Andhra Pradesh

Why crops failed in Anantapur dist.? Skewed water supply is the cause

The dry Singanamala tank.

The dry Singanamala tank.   | Photo Credit: R.V.S. PRASAD

The inequitable distribution of irrigation and drinking water in Anantapur district has led to a crisis. Now the district administration is struggling to provide even drinking water, leave alone saving the crops or facilitating sowing of seeds for the Kharif season.

Anantapur district, which has two major sources of water - Tungabhadra High Level Canal (HLC) and Handri Neeva Sujala Sravanthi Network (HNSS) network bringing Krishna water, suffered the most during 2018-19 season. While 24 tmcft was received from HNSS canal network, there is hardly any credible information available on the actual distribution of available water or areas of priority.

Water grabbers

The other source - Tungabhadra’s HLC, which is supposed to bring 32 tmcft, yields only 21 tmcft due to siltation of the dam and in the last 10 years the district has been able to draw only between 10 tmcft and 15 tmcft.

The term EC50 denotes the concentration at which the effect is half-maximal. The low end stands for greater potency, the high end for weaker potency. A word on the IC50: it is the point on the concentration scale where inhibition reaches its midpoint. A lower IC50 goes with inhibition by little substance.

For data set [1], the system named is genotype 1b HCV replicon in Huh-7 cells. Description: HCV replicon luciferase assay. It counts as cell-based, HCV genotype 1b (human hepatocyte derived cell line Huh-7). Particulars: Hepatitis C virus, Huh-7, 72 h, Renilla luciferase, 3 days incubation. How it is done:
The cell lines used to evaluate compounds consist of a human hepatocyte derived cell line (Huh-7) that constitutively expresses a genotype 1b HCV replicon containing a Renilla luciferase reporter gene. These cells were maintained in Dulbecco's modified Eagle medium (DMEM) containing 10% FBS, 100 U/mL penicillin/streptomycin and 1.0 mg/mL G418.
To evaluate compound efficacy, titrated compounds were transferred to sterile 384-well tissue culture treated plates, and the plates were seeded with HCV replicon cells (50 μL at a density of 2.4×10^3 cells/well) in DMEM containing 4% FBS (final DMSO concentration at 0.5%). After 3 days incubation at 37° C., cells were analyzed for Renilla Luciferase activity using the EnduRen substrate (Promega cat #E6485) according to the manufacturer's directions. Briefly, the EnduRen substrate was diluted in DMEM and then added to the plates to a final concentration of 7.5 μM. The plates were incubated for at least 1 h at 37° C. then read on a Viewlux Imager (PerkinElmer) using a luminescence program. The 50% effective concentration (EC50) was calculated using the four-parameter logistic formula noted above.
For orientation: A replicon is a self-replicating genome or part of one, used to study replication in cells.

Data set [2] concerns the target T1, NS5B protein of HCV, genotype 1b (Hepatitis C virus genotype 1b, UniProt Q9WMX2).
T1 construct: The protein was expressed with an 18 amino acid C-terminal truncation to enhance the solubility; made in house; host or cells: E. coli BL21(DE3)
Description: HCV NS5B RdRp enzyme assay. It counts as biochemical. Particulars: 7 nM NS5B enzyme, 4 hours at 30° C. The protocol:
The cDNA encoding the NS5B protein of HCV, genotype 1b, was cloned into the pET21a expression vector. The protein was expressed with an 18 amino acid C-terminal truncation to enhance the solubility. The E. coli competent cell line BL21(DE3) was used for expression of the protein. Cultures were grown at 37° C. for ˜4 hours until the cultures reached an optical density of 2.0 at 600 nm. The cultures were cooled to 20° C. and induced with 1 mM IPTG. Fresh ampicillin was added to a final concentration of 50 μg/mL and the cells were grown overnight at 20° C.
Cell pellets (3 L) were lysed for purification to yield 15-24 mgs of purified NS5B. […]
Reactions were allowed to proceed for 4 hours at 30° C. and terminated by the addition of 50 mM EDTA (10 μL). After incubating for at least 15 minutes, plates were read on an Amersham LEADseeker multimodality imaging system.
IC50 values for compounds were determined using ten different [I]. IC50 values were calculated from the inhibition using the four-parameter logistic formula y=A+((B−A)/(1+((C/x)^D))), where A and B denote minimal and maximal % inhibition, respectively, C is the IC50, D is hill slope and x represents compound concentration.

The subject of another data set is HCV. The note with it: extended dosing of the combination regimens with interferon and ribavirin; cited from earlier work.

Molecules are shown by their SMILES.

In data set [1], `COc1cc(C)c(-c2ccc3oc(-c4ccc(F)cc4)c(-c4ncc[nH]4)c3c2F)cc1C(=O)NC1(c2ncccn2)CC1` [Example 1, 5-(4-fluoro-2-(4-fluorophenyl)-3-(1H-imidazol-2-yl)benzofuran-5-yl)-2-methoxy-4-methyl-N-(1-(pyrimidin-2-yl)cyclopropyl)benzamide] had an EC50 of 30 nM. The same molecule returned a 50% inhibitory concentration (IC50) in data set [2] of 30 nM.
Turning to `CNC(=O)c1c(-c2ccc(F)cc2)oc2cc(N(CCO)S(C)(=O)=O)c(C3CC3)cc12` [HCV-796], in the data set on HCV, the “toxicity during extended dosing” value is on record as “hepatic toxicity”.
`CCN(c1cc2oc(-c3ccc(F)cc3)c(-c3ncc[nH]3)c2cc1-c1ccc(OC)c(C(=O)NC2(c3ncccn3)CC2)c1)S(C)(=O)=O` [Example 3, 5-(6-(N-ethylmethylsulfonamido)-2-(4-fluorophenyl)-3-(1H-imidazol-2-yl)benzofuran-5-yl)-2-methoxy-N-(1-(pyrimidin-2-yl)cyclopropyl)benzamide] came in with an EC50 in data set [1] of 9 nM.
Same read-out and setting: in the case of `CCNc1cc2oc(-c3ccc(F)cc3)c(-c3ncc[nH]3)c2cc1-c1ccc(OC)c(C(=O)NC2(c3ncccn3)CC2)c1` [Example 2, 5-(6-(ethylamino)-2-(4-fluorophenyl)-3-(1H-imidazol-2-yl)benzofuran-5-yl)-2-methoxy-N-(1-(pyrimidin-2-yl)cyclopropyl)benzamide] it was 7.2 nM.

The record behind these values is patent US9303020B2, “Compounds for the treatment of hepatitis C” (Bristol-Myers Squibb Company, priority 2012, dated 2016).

“Politically assertive public representatives have been taking the lion’s share of water to their constituencies ignoring the needs of lakhs of other people,” opined Communist Party of India (Marxist) district secretary V. Rambhupal.

Accion Fraterna Ecology Centre Director Y.V. Malla Reddy told The Hindu that flood irrigation was the worst method of use of available water in the parched lands of Anantapur. “An equitable distribution of water for the entire population was possible only if available water was let into village tanks improving the groundwater table for the farmers to draw through 2.5 lakh borewells sunk so far, “ he pointed out.

Tanks ignored

From March this year 5 tmcft from HNSS was supposed to be released into tanks for drinking water needs, but even that has not been done, point out farmers.” Some rain-fed crop can be saved during long dry spells in monsoon if the borewells yield water close to tanks and people get sufficient for drinking, saving lakhs of rupees in transportation through tankers,” opined Mr. Malla Reddy.

With the available water only 70,000 hectares can be irrigated in the district if flood irrigation is promoted and by expanding the distributary canal network, the government might bring new ayacut under irrigation, but stabilisation of the existing ayacut under borewells will severely suffer, he added.

Incentivisation of millets like Korralu or Foxtail millet, Jowar and others popular in the region would save a lot of costly irrigation water, and provide guaranteed remunerative price to the farmers, according to Mr. Malla Reddy, and he has sought more financing for these crops from the government.

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Printable version | Aug 10, 2020 4:35:15 AM |

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